English-to-Spanish In the past five years
For years, WEBG-FM (BIG 100), Orlando’s only “oldies” station, fed the area’s Baby Boomers a steady stream of hits from the 1960s and 1970s. On the morning of Feb. 2, however, executives from the station’s owner, Clear Channel Radio, called the station’s employees to a meeting and gave them the news: The Beatles were out; Marc Anthony was in. As of noon, the station was changing formats and would begin broadcasting Spanish pop music. Rumba 100.3 FM (WRUM) was born.
The move didn’t come entirely as a surprise to the local radio community. There was already one Spanish-language FM station in the Orlando market, La Nueva Mega 98.1 (WNUE), which had launched in 2000. WNUE has offices in Altamonte Springs, near Orlando, but its broadcast antenna is in Titusville. With the Orlando region’s Hispanic population surpassing 20% of total population, “somebody on FM with a full signal in town was going to go Spanish. It was a matter of who was going to do it first,” says J.J. Duling, the former program director for BIG 100.
Spanish radio is a longtime fixture on the FM dial in Miami, where more than a dozen stations broadcast in Spanish, but until recently, Spanish stations had a minimal presence beyond southeast Florida. Those that existed outside of Miami-Dade County tended to be tiny AMs.
Now, as the Hispanic population grows in other parts of Florida, advertisers and media companies are moving to snare an audience that comprises almost 20% of Florida’s population, with demographics that make it an attractive target. Hispanic families tend to be young, with healthy consumer appetites and growing incomes. In 2004, Hispanics controlled about $686 billion in spending power nationally, with $63.7 billion of that wealth concentrated in Florida. By 2009, their economic clout will grow to $992 billion and account for 9% of all U.S. buying power, the University of Georgia’s Selig Center for Economic Growth estimates.
Adds Stacie de Armas, director of Hispanic Marketing Services for Arbitron, an international media and marketing research firm serving radio broadcasters and networks, “There is a heavy concentration of Hispanics in the top, youngest, trendsetting markets in the U.S. Florida is definitely a part of this group, and marketers want these consumers.”
While a number of Spanish-language or bilingual newspapers, magazines and television stations operate in Florida, the growth in Spanish-language media is reflected most dramatically in radio: From 1999 to 2004, the number of Spanish-language radio stations in Florida more than doubled from 22 to 50.
That boom mirrors Hispanic media habits. Arbitron research shows that Hispanics spend more time with radio than the general market — approximately 3.5 hours more per week — and are bigger consumers of radio than of newspapers and television.
“Radio is the most accessible free source of advertisement that the Hispanic person can get, be it radio and music or other formats,” says Pedro Perez, co-owner and a vice president of Nuevo Advertising Group in Sarasota, which specializes in marketing to Hispanics.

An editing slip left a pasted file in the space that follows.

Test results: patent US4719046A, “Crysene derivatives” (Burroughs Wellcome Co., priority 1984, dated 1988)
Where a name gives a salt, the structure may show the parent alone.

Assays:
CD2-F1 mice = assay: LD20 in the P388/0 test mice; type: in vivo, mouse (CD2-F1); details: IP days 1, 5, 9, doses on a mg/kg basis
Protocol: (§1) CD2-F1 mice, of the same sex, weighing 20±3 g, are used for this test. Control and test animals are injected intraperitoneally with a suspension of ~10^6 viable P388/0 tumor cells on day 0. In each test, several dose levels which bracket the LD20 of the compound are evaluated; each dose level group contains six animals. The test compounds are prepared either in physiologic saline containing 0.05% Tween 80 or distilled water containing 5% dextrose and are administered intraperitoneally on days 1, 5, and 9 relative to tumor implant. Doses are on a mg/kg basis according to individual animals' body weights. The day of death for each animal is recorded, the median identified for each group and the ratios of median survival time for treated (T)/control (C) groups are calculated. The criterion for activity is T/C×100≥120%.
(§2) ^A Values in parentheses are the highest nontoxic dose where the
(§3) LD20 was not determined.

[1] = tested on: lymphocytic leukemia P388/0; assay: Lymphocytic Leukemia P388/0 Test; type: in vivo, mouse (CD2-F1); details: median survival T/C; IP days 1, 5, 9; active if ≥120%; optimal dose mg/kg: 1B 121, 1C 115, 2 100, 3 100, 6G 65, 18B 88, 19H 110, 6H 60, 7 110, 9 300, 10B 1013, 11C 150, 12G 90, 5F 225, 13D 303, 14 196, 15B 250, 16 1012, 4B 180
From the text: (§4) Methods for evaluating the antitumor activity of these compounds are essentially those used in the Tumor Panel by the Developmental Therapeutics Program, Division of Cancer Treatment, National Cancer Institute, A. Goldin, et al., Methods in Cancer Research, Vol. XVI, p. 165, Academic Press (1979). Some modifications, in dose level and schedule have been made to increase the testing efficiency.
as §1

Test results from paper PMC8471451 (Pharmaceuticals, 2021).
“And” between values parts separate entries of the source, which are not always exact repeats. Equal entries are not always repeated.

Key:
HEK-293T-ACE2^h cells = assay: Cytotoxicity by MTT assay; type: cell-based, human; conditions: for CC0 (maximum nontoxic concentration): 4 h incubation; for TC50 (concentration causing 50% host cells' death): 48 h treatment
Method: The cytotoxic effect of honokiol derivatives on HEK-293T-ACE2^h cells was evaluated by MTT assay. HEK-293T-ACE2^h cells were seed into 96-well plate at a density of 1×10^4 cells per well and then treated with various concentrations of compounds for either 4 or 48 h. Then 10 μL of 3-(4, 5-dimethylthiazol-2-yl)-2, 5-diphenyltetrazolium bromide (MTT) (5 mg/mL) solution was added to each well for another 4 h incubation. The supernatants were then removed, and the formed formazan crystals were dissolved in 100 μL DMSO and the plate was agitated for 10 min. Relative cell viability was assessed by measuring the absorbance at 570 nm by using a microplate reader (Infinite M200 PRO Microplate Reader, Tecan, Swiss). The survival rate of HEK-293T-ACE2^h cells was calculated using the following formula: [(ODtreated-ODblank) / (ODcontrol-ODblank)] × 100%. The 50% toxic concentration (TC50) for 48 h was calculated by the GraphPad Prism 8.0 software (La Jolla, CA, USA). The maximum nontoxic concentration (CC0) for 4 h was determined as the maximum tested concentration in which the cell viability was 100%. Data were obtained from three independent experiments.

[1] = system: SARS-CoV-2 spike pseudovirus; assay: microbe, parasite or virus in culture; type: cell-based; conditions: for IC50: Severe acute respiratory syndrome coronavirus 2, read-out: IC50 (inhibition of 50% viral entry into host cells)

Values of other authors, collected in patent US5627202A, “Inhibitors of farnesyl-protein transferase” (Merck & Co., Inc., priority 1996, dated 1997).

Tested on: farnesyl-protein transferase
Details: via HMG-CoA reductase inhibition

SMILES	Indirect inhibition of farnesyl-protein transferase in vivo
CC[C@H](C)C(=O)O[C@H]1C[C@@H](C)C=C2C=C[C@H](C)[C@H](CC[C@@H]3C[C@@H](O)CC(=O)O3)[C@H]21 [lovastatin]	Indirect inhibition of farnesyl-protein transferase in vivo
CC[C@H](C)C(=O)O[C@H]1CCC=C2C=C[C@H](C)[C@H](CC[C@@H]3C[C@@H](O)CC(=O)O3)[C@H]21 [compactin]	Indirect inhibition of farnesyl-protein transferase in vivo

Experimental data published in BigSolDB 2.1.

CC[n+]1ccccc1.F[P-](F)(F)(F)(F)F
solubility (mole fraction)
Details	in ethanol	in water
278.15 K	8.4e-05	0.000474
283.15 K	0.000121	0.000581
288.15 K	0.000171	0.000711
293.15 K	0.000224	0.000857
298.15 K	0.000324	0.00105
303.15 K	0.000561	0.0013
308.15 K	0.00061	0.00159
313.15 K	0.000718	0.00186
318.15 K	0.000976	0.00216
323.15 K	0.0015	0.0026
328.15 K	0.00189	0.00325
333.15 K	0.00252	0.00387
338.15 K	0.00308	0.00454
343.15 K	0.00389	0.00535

In Florida, the biggest corporate driver in converting stations to Spanish is Clear Channel, which controls nearly 1,300 stations nationwide — or 9% of the market — including 81 stations in Florida. In 2004, the company launched a programming initiative with the goal of introducing Spanish-language stations in up to two dozen markets across the country. (Editor’s note: Florida Trend has an agreement to supply business news briefs to some Clear Channel stations in Florida for use in their news programming.)
In Florida, Clear Channel’s flips included Rumba 100.3 and Fort Lauderdale’s WZTA-FM, which changed its call letters to WMGE and dumped its rock-and-roll lineup. Most recently, Infinity Broadcasting converted a country music station in Tampa, the sixth-fastest-growing Hispanic market among the nation’s top 25, to La Nueva 92.5 FM. Other regions are likely to follow. “There is also great Hispanic market growth in areas like Orlando and even Jacksonville,” says de Armas.
A big factor fueling the Spanish radio boom is changes in advertisers’ attitudes. Just five to 10 years ago, says Tom Taylor, editor of trade publication Inside Radio, some ad agencies quietly issued “No Spanish” dictates because their clients didn’t want to be on Spanish formats. “That’s changing very rapidly,” Taylor says. “The big broadcast groups can read the Census reports, and they see that they need to tap into the burgeoning Hispanic market. Radio always changes to meet changing tastes and demographics.”
Jeff Stein, vice president of sales for Mega Communications, which owns La Nueva Mega 98.1 FM in Orlando, says his station’s success is illustrative. Though it’s geared toward only one-fifth of the Orlando metro audience, Stein’s station has ranked as high as No. 2 in the ratings for morning drive times, thanks to its popular morning talk show, La Buya. “People here in the marketplace, they absolutely see that,” Stein says. “Verizon, Lowe’s, Home Depot, they’re doing business with us.”